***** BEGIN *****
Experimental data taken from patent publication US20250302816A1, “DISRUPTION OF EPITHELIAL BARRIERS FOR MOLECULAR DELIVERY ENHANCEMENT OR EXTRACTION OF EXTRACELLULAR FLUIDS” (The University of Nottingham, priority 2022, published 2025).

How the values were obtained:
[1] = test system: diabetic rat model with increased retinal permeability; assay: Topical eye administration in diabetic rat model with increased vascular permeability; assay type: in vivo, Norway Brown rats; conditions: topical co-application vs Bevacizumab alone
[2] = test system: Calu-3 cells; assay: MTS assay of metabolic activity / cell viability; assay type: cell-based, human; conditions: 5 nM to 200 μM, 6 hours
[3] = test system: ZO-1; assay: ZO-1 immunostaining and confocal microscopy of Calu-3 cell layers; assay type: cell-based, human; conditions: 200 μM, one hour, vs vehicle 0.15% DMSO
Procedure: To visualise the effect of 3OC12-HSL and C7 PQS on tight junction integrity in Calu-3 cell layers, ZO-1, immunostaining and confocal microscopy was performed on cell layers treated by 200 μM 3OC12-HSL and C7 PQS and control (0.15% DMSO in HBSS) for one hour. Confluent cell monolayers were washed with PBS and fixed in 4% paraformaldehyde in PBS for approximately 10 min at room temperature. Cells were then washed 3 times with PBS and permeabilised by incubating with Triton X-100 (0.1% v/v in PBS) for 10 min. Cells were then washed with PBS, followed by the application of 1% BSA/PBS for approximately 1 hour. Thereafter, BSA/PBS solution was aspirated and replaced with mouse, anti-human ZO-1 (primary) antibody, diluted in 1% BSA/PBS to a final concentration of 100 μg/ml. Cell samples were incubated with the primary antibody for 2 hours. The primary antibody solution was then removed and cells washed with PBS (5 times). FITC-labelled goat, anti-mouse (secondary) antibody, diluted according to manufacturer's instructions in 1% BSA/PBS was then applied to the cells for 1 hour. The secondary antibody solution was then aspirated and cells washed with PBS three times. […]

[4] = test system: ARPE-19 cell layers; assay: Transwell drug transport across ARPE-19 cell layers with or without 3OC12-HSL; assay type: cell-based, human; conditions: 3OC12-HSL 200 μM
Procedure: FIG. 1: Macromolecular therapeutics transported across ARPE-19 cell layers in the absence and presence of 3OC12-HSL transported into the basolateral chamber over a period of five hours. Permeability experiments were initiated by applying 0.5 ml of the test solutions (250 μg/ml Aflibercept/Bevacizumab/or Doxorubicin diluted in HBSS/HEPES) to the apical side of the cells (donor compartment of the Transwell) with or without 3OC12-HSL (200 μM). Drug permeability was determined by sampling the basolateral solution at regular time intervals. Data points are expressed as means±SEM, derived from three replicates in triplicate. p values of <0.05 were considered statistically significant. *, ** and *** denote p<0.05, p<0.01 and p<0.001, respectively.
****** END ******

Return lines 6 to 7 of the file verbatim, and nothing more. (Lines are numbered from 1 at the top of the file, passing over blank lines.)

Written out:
Procedure: To visualise the effect of 3OC12-HSL and C7 PQS on tight junction integrity in Calu-3 cell layers, ZO-1, immunostaining and confocal microscopy was performed on cell layers treated by 200 μM 3OC12-HSL and C7 PQS and control (0.15% DMSO in HBSS) for one hour. Confluent cell monolayers were washed with PBS and fixed in 4% paraformaldehyde in PBS for approximately 10 min at room temperature. Cells were then washed 3 times with PBS and permeabilised by incubating with Triton X-100 (0.1% v/v in PBS) for 10 min. Cells were then washed with PBS, followed by the application of 1% BSA/PBS for approximately 1 hour. Thereafter, BSA/PBS solution was aspirated and replaced with mouse, anti-human ZO-1 (primary) antibody, diluted in 1% BSA/PBS to a final concentration of 100 μg/ml. Cell samples were incubated with the primary antibody for 2 hours. The primary antibody solution was then removed and cells washed with PBS (5 times). FITC-labelled goat, anti-mouse (secondary) antibody, diluted according to manufacturer's instructions in 1% BSA/PBS was then applied to the cells for 1 hour. The secondary antibody solution was then aspirated and cells washed with PBS three times. […]

[4] = test system: ARPE-19 cell layers; assay: Transwell drug transport across ARPE-19 cell layers with or without 3OC12-HSL; assay type: cell-based, human; conditions: 3OC12-HSL 200 μM